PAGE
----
Among the many charming Google Alerts I maintain to torment myself with when the regular headlines just aren’t enough is one on crops destroyed after they’re unsaleable. Not unsaleable because they are contaminated or diseased and they are not safe to eat, but unsaleable because the price the farmer can get at market is too low to justify harvesting and transporting them; the crop will not pay for itself, and thus is plowed under rather than being sent to market, where the farmer would take a loss.
Farmers maintain crop insurance for events like this and will receive some compensation for this kind of crop loss. What they won’t receive is compensation if they send a crop to market anyway, even knowing that they cannot sell it without taking a loss. Which means that when prices for foods drop through the floor, farmers destroy their crops, the supply becomes limited, and the price rises again in response, allowing for a fresh round of the process.
Meanwhile, perfectly edible food is destroyed. This should not be understated; it happened perhaps most shockingly last year with the strawberry crop in Florida, but this isn’t the only crop, or the only place, where this has happened. It is devastating and frustrating for farmers, and it’s also bad for communities. Farmers can’t even try to sell their crops at a local market at cost in the hopes of getting them into bellies; they are forced to destroy them, and sometimes even post guards to prevent members of the community from trying to take crops slated for destruction.
This is clearly patently ridiculous, and points to one of the many problems with the structure of the agricultural system in the United States. In a world where food subsidies drive down the prices of major crops like wheat and soy while broccoli and tomatoes can still experience soaring prices, farmers plow crops into the ground in response to unexpected financial problems. And people go hungry; those who do not actively go hungry may live in food deserts where they have trouble accessing those same fresh fruits and vegetables that are being plowed under in other parts of the country.
Thinking about situations like these does cause a body to wonder if perhaps there’s a solution that would meet the needs of all parties. Something, perhaps, like only offering crop insurance if crop destruction is absolutely necessary, to encourage farmers to bring crops to market, and insuring instead the loss of profits, or providing an actually useful government farm subsidy to cover the difference between cost of production, harvest, and transport and the actual sale cost. Perhaps even actively encouraging farmers to send these ‘unsaleable’ crops to community markets in food deserts that have trouble getting fresh food supplies.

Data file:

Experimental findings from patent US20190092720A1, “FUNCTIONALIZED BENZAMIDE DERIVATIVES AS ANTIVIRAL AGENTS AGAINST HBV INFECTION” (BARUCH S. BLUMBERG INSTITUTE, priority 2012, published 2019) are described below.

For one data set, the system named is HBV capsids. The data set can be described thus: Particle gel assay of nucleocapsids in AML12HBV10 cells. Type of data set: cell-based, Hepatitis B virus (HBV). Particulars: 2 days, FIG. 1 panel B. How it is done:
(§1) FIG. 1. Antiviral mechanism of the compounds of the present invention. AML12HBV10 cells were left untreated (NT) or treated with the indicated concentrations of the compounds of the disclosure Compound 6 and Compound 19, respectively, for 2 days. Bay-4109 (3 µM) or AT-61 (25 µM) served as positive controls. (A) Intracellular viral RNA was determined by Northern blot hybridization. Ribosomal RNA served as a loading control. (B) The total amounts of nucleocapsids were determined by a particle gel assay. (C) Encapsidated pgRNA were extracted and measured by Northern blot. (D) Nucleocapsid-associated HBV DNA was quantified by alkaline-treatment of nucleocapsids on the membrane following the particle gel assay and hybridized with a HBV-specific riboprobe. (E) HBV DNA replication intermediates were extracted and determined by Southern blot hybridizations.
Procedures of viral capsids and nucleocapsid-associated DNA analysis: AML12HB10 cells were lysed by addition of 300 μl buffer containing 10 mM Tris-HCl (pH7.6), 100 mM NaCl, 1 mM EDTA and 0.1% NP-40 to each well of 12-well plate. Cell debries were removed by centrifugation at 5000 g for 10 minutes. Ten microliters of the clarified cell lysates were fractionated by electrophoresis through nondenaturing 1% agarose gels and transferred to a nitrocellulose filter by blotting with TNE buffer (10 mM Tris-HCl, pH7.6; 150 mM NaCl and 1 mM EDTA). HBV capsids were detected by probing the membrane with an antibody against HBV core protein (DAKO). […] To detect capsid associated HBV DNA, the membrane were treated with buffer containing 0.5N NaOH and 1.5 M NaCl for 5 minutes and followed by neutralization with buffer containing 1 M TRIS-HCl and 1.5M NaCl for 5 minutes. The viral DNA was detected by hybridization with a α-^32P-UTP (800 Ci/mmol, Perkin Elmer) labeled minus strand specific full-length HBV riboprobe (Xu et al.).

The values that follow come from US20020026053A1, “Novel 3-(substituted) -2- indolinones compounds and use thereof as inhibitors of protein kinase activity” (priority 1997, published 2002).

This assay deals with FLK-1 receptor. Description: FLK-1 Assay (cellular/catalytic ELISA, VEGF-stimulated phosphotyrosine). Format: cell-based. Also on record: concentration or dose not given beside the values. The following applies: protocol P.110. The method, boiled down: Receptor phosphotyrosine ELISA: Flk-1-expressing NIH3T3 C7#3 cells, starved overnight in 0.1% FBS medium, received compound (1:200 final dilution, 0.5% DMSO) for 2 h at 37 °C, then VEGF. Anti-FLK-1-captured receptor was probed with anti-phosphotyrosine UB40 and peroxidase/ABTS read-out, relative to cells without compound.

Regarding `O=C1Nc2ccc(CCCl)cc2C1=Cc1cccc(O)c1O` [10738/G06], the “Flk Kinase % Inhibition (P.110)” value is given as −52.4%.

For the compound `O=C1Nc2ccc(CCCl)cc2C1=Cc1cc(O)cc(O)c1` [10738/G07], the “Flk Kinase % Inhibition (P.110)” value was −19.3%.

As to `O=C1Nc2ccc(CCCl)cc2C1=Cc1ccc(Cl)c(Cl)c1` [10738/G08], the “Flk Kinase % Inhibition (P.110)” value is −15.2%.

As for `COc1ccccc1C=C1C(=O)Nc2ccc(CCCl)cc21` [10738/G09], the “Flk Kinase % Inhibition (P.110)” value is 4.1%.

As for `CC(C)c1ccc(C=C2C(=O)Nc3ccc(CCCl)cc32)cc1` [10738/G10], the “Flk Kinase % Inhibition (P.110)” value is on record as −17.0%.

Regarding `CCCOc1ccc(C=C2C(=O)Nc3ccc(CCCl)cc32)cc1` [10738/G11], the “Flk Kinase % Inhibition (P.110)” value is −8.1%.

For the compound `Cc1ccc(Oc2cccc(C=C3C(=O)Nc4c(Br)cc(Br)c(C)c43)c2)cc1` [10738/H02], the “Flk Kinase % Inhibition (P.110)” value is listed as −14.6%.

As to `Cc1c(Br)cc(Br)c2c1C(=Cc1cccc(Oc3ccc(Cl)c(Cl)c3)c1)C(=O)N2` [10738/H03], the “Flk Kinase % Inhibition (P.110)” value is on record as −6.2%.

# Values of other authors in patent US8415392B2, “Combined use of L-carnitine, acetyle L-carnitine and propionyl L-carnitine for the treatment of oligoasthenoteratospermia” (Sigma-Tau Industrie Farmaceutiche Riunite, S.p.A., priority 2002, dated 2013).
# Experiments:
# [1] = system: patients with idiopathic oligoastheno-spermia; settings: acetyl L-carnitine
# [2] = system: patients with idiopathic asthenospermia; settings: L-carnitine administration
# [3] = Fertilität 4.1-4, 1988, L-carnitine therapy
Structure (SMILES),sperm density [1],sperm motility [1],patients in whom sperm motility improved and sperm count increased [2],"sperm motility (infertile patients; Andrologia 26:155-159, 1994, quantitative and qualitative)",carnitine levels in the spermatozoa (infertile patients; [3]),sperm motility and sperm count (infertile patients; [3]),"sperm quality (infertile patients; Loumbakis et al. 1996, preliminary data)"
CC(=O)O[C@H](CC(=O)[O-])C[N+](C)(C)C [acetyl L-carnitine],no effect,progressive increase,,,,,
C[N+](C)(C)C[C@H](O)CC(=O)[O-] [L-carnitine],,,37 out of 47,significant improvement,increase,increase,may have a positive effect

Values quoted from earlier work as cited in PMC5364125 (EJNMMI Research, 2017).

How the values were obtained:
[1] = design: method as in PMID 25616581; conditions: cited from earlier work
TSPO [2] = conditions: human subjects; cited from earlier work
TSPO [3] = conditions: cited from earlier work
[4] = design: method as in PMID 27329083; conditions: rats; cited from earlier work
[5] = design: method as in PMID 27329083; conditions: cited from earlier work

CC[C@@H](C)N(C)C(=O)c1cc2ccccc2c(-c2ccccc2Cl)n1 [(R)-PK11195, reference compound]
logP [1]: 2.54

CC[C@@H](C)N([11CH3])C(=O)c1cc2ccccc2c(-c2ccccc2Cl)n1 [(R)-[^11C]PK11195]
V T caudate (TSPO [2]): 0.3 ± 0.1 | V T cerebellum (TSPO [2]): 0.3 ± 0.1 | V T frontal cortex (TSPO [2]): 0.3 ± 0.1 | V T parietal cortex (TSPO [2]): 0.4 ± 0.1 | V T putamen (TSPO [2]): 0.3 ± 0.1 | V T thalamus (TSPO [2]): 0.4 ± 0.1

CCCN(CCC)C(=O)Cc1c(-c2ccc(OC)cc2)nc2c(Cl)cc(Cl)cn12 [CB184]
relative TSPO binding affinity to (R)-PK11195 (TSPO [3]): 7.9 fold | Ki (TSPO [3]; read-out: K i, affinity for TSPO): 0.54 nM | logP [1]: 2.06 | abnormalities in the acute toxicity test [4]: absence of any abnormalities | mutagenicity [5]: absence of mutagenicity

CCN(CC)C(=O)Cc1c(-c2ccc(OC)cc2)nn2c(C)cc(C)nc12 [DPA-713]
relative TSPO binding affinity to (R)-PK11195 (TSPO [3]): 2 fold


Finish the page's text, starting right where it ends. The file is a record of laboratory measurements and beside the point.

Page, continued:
In the city, it’s possible to find a number of tiered fruit and vegetable markets. Some have top of the line, first grade produce. The next tier down has produce deemed unsaleable because of spots, size variations, and other cosmetic problems. It’s perfectly good, there’s nothing wrong with it, it has the same nutritional value, it just can’t be sold at the big markets because it isn’t pretty enough. And at the bottom tier, the markets with the more marginal produce, close to expiration date, to be eaten with care, but not necessarily harmful.
This system unfortunately doesn’t get produce into food deserts because there’s a poor mechanism for distribution, but the lower tier markets do tend to cluster near food deserts, where there’s a larger potential client base, and the system illustrates the demand for produce. There really is a market for everything. And there is most certainly a place within this schematic for crops that declined so precipitously in value that they cannot be sold without taking a loss. There is no reason to force farmers to take a loss just in the interest of public service, but by the same token, there’s also no good reason to plow food into the ground to rot.
If a mechanism for connecting farmers with unsaleable crops and communities with no fresh produce could be made available, it could be a win-win for everyone. No farmer wants to plow crops under rather than harvesting them and getting them into the bellies of people who want to eat them. No one living in a food desert wants to have limited access to fresh fruits and vegetables, and would be absolutely delighted if a neighbourhood store carried them; pilot programs in a number of low income communities have shown, for example, that parcels of chopped fruits and vegetables at corner stores tend to be a big hit.
It makes me wonder about the possibility of a community-based distribution infrastructure to bridge the gap, since commercial distributors apparently don’t see any need to service low-income communities. With the added incentive of government subsidies and other assistance, it might be possible to get over the hump that is keeping food out of places where it needs to go. And, of course, the removal of ludicrously oversized crop subsidies for the big three[1. Corn, wheat, soy.] would probably make a substantial difference in terms of leveling food prices and bringing the farming industry back on an even keel.
These subsidies primarily benefit the large corporations, those same companies involved at other steps of the food distribution system who refuse to make products available to the poor communities that need them. Faced with actual incentives, perhaps even a mandate, to change the food distribution system in the United States, maybe we would see actual change, and the occasional strawberry priced out of saleability on the shelves at the 7-11.